5 Reasons the Patriots Will Pummel the Jets' Lackluster Defense
The Patriots won the first time around, a 29-26 victory in overtime on Oct. 21st.
New England is three games up on the Jets in the AFC East, so even if Rex Ryan's team pulls off the unlikely victory, it'll be hard to catch up to the Pats.
But while the Patriots are simply trying to secure the best seed possible for the playoffs, the Jets are fighting for their postseason lives.
They picked up a nice win over the St. Louis Rams this past Sunday, but they'll have to regroup quickly in order to be prepared for the Patriots' explosive offense.
Here are five reasons why the Patriots will pummel the Jets' lackluster defense.
1. A Streaking Offense
The New England Patriots have the NFL's best offense, but they've found a way to one-up themselves in the month of November.
Tom Brady and company are averaging 42.5 points in their last three contests, and they're coming off a 59-point outburst this past Sunday.
A quick turnaround could mean tired bodies, but they could also pick up right where they left off against the Indianapolis Colts and be in rhythm from the get-go.
We've all seen New England score at will. It may not happen every game, but there's usually a point in the season where the switch is flipped and opponents run for cover.
The Patriots have flipped that switch, and it could spell major trouble for the Jets on Thursday.
2. Aaron Hernandez
The news this week on starting tight end Rob Gronkowski wasn't good, and the team could be without his services for at least several weeks, according to ESPNBoston.com.
The good thing for New England is that they could see the return of Aaron Hernandez, who still remains questionable, according to Michael Whitmer of The Boston Globe.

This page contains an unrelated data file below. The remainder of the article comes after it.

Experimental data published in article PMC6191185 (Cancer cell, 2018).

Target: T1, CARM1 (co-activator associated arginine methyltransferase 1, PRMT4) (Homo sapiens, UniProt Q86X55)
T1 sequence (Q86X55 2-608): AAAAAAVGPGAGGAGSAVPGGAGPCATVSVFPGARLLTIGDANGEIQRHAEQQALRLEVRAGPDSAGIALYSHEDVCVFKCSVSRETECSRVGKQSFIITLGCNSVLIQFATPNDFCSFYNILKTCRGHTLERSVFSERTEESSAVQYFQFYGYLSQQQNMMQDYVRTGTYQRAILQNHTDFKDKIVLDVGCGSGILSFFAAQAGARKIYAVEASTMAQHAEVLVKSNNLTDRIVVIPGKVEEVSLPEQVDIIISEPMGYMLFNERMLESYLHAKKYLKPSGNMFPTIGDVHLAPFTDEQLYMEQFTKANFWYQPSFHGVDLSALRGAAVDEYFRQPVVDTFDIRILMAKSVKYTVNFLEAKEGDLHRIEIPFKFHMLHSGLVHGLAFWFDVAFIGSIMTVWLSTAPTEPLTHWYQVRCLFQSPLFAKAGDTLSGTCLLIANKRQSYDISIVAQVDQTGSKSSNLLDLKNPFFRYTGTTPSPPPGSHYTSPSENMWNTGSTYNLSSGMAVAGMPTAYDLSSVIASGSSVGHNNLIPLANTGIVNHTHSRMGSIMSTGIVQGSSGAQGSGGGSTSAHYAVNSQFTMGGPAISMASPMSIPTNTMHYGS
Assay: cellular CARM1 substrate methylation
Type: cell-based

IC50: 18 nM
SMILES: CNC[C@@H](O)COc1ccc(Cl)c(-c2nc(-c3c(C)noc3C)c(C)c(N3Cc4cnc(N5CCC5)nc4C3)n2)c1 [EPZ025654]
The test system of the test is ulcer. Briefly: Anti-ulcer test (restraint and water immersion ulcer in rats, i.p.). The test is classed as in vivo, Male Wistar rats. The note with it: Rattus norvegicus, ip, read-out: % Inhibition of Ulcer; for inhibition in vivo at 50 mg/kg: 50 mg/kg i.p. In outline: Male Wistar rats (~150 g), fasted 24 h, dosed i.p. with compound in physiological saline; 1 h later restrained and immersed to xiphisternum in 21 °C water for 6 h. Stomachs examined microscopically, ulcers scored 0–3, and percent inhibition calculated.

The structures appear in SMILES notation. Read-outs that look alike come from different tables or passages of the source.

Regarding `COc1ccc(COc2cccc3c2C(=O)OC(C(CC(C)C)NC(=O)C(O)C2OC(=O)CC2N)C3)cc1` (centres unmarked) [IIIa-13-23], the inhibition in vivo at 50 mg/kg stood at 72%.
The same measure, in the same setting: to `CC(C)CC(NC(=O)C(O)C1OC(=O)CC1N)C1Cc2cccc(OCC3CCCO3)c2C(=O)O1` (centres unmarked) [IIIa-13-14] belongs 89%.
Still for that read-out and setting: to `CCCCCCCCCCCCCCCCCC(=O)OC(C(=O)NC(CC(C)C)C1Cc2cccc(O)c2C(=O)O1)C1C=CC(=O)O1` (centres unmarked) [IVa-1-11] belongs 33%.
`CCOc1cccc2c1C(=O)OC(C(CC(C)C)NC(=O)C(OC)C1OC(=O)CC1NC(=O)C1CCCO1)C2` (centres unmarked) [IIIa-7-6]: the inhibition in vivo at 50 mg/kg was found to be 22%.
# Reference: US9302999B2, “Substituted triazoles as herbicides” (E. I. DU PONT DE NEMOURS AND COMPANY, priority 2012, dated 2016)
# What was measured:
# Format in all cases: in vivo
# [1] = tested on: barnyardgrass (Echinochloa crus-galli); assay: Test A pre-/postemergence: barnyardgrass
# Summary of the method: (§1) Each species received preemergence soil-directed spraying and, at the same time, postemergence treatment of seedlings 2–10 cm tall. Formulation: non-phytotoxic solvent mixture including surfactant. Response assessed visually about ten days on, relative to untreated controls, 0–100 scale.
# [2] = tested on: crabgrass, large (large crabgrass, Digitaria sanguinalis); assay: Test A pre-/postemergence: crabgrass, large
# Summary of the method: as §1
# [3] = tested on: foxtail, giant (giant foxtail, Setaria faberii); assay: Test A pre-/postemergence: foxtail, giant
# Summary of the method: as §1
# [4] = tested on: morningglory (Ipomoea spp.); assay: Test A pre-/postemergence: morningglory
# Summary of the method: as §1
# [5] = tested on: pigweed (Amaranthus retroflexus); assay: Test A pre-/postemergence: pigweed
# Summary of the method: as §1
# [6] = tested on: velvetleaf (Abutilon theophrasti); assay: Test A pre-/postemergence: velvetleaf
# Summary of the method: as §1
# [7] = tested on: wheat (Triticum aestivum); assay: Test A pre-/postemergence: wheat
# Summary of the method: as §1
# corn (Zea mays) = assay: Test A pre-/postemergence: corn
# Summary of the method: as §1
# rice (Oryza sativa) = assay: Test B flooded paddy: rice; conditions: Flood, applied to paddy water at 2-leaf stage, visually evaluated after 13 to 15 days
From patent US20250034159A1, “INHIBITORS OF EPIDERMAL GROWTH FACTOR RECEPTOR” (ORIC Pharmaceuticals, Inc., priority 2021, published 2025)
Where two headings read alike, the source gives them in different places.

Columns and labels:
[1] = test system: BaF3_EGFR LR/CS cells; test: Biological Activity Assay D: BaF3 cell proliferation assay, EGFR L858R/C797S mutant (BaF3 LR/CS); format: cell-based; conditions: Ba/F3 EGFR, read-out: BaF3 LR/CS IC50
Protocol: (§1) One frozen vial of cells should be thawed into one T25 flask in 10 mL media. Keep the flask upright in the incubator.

The talented tight end out of Florida disappeared from the spotlight last season while Gronkowski broke records.
But Hernandez still managed nearly 1,000 yards receiving and seven touchdowns. He doesn't have the same size as Gronk, but he's quicker than many wide receivers and causes matchup problems with most linebackers.
After his rookie season in 2010, many thought Hernandez would become the premier tight end in the Pats offense. He's taken a backseat role, but he's still as talented as anyone.
With more targets in the passing game, don't be surprised to see Hernandez come through in a major way against the Jets.
3. Steven Ridley and the Patriots' Rushing Attack
The New England Patriots are used to destroying opponents through the air, and that hasn't changed much in 2012.
But they've added a new element this year in the form of Steven Ridley and the suddenly potent rushing attack.
Ridley is averaging nearly 90 yards a game on the ground, and the team as a whole gains more than 140 per game. That's fifth best in the NFL.
It's also bad news for a Jets' D that has given up more than 140 yards per game on the ground, which ranks 30th in the league.
Needless to say, Gang Green should be ready for one of the more physical rushing attacks they'll face this season.
4. Tom Brady Hitting His Stride
Nothing Tom Brady does should surprise anyone at this point, but his last four weeks have been ridiculous.
He's thrown for 1,131 yards and 11 touchdowns. Did I mention he's thrown no picks during that stretch?
The Jets fare well against the pass (they're fourth in the league), but the only real challenging quarterback they've faced aside from Brady was Ben Roethlisberger.
They lost that game 27-10.
Brady is playing at an extremely high level right now and it's hard to see how the Jets are going to slow him down at all.
5. Scoring-Defense Woes
The Jets' defense probably isn't playing like Rex Ryan thought they would as he drew up his schemes over the summer.
They're giving up 24.1 points per game, 21st in the league. Out of the 10 opponents they've faced, six of them have scored more than their season average.
Oh, and the Patriots lead the league in scoring at over 35 a game.
So how exactly is this once-vaunted defense going to stop Tom Brady and Wes Welker?
If recent history is any indication, they aren't.